Sailing On

In summary, the lesson here is that CEOs do make mistakes. Tim Cook has never been the CEO of a company before, let alone a technology giant. Every once in awhile, this captain will run into the sharp edges of the legacy that Steve Jobs built, and he’ll get tripped up. This is a human thing to happen. I’ll give him credit for seeing the problem and correcting it. Whether Mr. Browett takes the fall for that mistake or it’s all washed under the deck remains to be seen.

Comments

Bosco (Brad Hutchings)

RoJo > JoBro.

mrmwebmax

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Excellent article, John, although I find this more than troubling:

My speculation is that the internal tenor of Apple got a little out of whack. The luminous team of Steve Jobs/Ron Johnson is now replaced by Tim Cook/John Browett. There?s no overriding visionary to guide the ship while the numbers man rides herd on sales. Instead, there were two men of like mind who thought there was additional revenue to be had by tinkering with the Jobs/Johnson formula for success.

It reminds me of how Steve Jobs often talked about what happened to Microsoft when Bill Gates left. To paraphrase: Sales guys took over, and look what happened.

Here’s hoping Apple avoids a similar fate.

ibuck

MRMwebmax:  Here?s hoping Apple avoids a similar fate.

Agreed. Haven’t been in to an Apple store lately, so I can’t tell if customer service has changed. But customer hard drives should never get erased, no matter the customer’s attitude.

MacFrogger

John:

Excellent perspective.  Its a good CEO who can see the error of his ways - or his subordinates ways - and reverse them before major damage has occurred.  I still think Browett is a bad fit for Apple.

Bosco:

I could not agree more!  But I just don’t think his model is gonna work at JCPenney!

iJack

Too soft on Cook, John.

Mark my words, Apple’s current success is largely the result of momentum, and may it last a decade. 
Cook, however is going to be the one to screw the pooch.

Bennyboy

I doubt that Tim had anything to do with it.  I think he’s coming to the defense of Browett since it was his pick.  He should have promoted within since the person who was the interim head of retail was at one time a low level person at Apple retail.  This is one of the biggest problems with Apple, they don’t promote from within enough.  They think (at least in retail), that someone with some sort of experience elsewhere can do a better job than someone who has been doing the job and should be given a chance to advance and take Apple to a new level.

On the other hand it was Browett who gave employees a pretty good merit increase.  Neither Cook, Johnson, or even Jobs himself did that.  So, he’s one for two in my book.  Let’s see how he does with holiday sales before we bring out the guillotine.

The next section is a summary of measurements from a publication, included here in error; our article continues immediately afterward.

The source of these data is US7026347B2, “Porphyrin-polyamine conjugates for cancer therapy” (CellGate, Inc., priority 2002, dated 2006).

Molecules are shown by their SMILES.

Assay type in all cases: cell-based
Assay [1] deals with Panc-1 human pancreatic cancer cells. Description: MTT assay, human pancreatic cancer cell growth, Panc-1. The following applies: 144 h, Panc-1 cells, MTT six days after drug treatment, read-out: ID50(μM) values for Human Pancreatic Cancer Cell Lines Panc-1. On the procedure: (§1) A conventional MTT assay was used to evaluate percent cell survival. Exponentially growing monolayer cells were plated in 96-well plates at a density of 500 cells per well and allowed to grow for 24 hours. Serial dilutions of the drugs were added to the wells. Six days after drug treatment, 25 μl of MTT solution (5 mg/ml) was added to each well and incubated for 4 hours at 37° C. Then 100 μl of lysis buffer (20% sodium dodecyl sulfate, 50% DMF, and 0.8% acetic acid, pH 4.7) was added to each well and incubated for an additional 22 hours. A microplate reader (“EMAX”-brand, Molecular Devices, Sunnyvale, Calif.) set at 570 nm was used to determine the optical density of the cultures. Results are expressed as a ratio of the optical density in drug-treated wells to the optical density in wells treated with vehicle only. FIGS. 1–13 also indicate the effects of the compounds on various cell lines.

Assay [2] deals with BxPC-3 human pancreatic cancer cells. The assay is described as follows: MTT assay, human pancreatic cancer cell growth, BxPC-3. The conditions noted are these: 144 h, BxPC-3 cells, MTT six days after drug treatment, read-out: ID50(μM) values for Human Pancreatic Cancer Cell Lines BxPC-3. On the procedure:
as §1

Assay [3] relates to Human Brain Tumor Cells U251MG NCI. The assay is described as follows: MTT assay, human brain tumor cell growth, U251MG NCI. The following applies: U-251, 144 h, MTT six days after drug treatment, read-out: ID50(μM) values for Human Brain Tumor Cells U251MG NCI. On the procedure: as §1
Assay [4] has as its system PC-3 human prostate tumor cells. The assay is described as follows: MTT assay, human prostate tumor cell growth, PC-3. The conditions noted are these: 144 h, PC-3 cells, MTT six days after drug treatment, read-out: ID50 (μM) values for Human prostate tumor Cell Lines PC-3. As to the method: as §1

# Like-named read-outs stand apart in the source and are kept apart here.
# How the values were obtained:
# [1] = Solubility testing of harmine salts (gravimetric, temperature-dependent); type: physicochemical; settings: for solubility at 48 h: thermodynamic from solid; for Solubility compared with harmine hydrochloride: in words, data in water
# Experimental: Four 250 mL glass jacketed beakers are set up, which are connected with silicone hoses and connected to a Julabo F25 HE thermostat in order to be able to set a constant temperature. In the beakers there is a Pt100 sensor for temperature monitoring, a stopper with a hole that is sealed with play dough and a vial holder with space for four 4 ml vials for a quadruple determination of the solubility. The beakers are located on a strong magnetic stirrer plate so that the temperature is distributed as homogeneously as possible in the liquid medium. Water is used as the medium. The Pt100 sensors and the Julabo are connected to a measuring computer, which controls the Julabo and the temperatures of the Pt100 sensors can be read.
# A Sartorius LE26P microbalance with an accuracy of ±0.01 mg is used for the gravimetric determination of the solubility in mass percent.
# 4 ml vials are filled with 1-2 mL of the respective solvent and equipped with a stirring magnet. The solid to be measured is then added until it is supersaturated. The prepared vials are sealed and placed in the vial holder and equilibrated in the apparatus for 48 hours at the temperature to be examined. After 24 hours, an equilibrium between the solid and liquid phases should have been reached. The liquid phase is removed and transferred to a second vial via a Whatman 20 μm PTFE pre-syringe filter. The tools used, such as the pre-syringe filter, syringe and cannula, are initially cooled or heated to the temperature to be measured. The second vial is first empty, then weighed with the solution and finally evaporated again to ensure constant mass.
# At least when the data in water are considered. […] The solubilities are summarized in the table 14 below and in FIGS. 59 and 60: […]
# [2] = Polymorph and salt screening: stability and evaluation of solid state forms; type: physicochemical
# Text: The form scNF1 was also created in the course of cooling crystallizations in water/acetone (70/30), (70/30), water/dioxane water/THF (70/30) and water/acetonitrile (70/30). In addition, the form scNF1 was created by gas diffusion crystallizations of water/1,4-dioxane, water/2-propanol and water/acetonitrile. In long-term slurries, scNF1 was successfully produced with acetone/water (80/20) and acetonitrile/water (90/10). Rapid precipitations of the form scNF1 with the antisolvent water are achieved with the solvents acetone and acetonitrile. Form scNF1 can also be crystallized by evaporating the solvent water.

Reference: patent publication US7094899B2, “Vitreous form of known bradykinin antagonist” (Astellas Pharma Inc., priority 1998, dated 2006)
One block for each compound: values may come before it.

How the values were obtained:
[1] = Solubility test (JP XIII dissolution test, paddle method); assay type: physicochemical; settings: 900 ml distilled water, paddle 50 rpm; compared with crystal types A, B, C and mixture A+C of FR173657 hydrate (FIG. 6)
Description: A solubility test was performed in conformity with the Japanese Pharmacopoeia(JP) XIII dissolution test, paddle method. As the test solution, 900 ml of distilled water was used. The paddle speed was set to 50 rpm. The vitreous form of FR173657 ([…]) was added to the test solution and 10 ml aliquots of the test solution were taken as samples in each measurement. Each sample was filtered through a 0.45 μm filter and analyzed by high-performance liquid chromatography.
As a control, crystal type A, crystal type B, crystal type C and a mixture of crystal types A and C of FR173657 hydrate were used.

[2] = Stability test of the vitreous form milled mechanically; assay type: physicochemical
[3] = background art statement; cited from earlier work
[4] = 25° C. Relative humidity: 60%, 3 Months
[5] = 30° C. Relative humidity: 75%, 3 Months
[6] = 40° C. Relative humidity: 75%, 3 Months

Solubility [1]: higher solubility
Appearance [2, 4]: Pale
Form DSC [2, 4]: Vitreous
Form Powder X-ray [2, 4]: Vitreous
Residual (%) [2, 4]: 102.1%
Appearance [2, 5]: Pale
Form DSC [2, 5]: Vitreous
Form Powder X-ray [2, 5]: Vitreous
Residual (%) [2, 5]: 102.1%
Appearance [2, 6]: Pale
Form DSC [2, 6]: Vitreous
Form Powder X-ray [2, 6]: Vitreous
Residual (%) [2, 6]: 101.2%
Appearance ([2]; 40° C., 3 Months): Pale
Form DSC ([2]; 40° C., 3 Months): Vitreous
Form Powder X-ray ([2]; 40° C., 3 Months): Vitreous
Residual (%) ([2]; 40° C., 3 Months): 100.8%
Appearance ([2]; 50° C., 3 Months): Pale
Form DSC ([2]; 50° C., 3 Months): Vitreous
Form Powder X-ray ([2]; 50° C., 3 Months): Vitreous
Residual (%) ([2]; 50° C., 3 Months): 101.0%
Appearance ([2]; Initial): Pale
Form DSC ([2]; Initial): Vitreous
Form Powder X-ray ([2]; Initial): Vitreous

wab95

John:

I think this is the right perspective. Ultimately, the skipper runs the boat, and is responsible for getting it safely back to port, irrespective of crew chatter and consultation.

While I am no fan of Dixons’ in the UK, I don’t have a strong feeling about the ‘goodness of fit’ of Mr Browett with Apple. That he was responsible for another model at another corporation does not rule out his adaptability to a very different model and being able to successfully execute it. What I think is unlikely, based on my observations of how things work in the corporate world, is that Browett came in and attempted to ride roughshod over Apple and its retail store model; Apple is simply now too big and too prominent - indeed iconic - for any new recruit, irrespective of professional background, to ignore. Someone had to have green lighted his actions, and ultimately that someone is Tim Cook.

Does this portend badly for Apple’s future? Does it suggest that Captain Tim is sailing into the shoals? No; that would be a leap, in my opinion. If anything, this suggests that Cook and company are not simply riding on momentum, but are actively testing new approaches, and likely, technologies. That is a good sign, even if not every attempt is successful; afterall, they weren’t under SJ either (the Cube, the hockey puck, Ping, to name just three), nor did SJ always have it right (not willing to make the iPod and iTunes available on Windows, for example). Apple’s success reflects a consultative, iterative process. Mistakes will happen, and even SJ comments on this in his bio.

In the long run, it is not the isolated success or failure that is the issue, but the amalgam of these efforts that describes the trajectory of success or failure. Thus far, I’d argue that the course is nominal.

mrmwebmax